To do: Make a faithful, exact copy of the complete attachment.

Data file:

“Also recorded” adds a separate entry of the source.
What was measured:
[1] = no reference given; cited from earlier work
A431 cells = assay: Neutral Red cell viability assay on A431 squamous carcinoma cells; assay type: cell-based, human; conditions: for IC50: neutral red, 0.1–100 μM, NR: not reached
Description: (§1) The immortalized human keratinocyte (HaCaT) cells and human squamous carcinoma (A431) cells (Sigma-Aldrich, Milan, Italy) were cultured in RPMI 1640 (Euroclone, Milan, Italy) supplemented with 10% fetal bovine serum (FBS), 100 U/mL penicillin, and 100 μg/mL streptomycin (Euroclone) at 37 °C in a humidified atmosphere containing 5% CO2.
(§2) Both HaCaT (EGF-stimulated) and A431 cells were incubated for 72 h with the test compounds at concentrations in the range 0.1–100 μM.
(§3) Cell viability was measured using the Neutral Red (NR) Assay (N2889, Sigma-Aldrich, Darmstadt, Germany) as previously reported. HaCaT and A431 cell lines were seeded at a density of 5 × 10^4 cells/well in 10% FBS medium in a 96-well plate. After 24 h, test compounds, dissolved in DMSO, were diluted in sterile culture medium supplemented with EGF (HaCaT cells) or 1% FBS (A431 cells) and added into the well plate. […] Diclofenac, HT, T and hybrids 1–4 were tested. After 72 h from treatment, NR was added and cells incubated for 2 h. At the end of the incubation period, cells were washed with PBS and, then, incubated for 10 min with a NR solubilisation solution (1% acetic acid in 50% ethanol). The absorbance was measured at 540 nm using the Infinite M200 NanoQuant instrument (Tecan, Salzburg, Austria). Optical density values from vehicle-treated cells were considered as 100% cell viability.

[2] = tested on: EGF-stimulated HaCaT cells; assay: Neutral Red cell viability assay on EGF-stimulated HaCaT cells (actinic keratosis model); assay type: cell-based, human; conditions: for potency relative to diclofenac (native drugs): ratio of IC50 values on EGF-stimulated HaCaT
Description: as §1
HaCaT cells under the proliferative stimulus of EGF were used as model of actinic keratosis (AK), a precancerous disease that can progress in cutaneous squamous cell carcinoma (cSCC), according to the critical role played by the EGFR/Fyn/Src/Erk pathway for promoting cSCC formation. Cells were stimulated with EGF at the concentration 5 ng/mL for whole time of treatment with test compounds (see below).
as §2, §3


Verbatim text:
“Also recorded” adds a separate entry of the source.
What was measured:
[1] = no reference given; cited from earlier work
A431 cells = assay: Neutral Red cell viability assay on A431 squamous carcinoma cells; assay type: cell-based, human; conditions: for IC50: neutral red, 0.1–100 μM, NR: not reached
Description: (§1) The immortalized human keratinocyte (HaCaT) cells and human squamous carcinoma (A431) cells (Sigma-Aldrich, Milan, Italy) were cultured in RPMI 1640 (Euroclone, Milan, Italy) supplemented with 10% fetal bovine serum (FBS), 100 U/mL penicillin, and 100 μg/mL streptomycin (Euroclone) at 37 °C in a humidified atmosphere containing 5% CO2.
(§2) Both HaCaT (EGF-stimulated) and A431 cells were incubated for 72 h with the test compounds at concentrations in the range 0.1–100 μM.
(§3) Cell viability was measured using the Neutral Red (NR) Assay (N2889, Sigma-Aldrich, Darmstadt, Germany) as previously reported. HaCaT and A431 cell lines were seeded at a density of 5 × 10^4 cells/well in 10% FBS medium in a 96-well plate. After 24 h, test compounds, dissolved in DMSO, were diluted in sterile culture medium supplemented with EGF (HaCaT cells) or 1% FBS (A431 cells) and added into the well plate. […] Diclofenac, HT, T and hybrids 1–4 were tested. After 72 h from treatment, NR was added and cells incubated for 2 h. At the end of the incubation period, cells were washed with PBS and, then, incubated for 10 min with a NR solubilisation solution (1% acetic acid in 50% ethanol). The absorbance was measured at 540 nm using the Infinite M200 NanoQuant instrument (Tecan, Salzburg, Austria). Optical density values from vehicle-treated cells were considered as 100% cell viability.

[2] = tested on: EGF-stimulated HaCaT cells; assay: Neutral Red cell viability assay on EGF-stimulated HaCaT cells (actinic keratosis model); assay type: cell-based, human; conditions: for potency relative to diclofenac (native drugs): ratio of IC50 values on EGF-stimulated HaCaT
Description: as §1
HaCaT cells under the proliferative stimulus of EGF were used as model of actinic keratosis (AK), a precancerous disease that can progress in cutaneous squamous cell carcinoma (cSCC), according to the critical role played by the EGFR/Fyn/Src/Erk pathway for promoting cSCC formation. Cells were stimulated with EGF at the concentration 5 ng/mL for whole time of treatment with test compounds (see below).
as §2, §3